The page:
The rail story: Crowded platforms, frustrating delays, jam-packed cars

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    The surprise discovery of a structural crack in many of SEPTA’s regional rail cars made for a rough commute for many in the area Tuesday.

    Some riders stood puzzled on the platforms wondering what was going on.

    Manayunk’s Daniel Warner said he spent his Fourth of July weekend in the tradition of many Americans.

    “I was mostly wondering how many hot dogs and hamburgers I could eat,” he said Tuesday morning.

    So he wasn’t exactly on top of mass transit news;  if he were, he’d have known that on Friday night SEPTA found defects in most of its newer-line train cars and pulled them from the rails for safety concerns.

    Across the region, that meant a revised schedule offering fewer seats.

    “I’m a little upset that there wasn’t more of a heads up about his, but I guess it just kinda happened over the weekend. There’s not much more they could do,” said Drew Middleton as he stood at the Wissahickon stop on the Manayunk/Norristown.

    “I did not hear this,” said the internet technology salesman. “So right now I’m in a state of shock.”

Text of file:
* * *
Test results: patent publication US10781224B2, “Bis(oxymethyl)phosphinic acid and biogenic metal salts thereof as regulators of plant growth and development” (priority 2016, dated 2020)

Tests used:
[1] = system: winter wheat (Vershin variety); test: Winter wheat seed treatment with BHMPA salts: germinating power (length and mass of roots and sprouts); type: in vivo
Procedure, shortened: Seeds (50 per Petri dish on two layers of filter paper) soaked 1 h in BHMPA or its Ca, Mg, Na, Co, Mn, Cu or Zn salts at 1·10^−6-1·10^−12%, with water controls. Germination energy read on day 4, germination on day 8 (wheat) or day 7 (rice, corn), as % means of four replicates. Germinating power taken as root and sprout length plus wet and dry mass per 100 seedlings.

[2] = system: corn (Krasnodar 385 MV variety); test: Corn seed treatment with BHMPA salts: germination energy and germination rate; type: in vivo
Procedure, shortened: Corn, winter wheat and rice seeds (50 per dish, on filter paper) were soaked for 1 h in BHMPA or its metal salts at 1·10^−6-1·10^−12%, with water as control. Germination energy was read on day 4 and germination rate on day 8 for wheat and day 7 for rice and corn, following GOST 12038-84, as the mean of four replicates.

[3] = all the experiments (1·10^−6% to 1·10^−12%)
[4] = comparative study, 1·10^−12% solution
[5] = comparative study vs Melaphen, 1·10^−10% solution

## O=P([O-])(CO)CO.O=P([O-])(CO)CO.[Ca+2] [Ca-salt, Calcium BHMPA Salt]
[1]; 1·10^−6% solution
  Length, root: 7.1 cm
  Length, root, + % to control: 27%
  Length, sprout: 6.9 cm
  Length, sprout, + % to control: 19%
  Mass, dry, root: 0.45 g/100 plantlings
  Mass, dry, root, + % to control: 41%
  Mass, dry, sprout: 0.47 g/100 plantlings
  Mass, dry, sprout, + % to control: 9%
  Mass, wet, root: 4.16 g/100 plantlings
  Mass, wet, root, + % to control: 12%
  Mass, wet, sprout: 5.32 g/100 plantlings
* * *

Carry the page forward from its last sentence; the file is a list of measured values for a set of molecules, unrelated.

When the train arrived 15 minutes later than the revised schedule, riders filled it to capacity, so it blew by frustrated commuters at the next three stops.

    SEPTA officials said this could be the new reality for the next two months.

    Middleton said he has a plan to avoid becoming one of those daily sardines, but now he has to go begging into the boss’s office.

    “This is definitely going to be a headache,” he said. “I hope I’m going to be able to work from home soon.”

    WHYY’s Laura Benshoff joined Newsworks Tonight from Suburban Station in Center City Philadelphia to give host Dave Heller a look at the afternoon commute and the latest from SEPTA.

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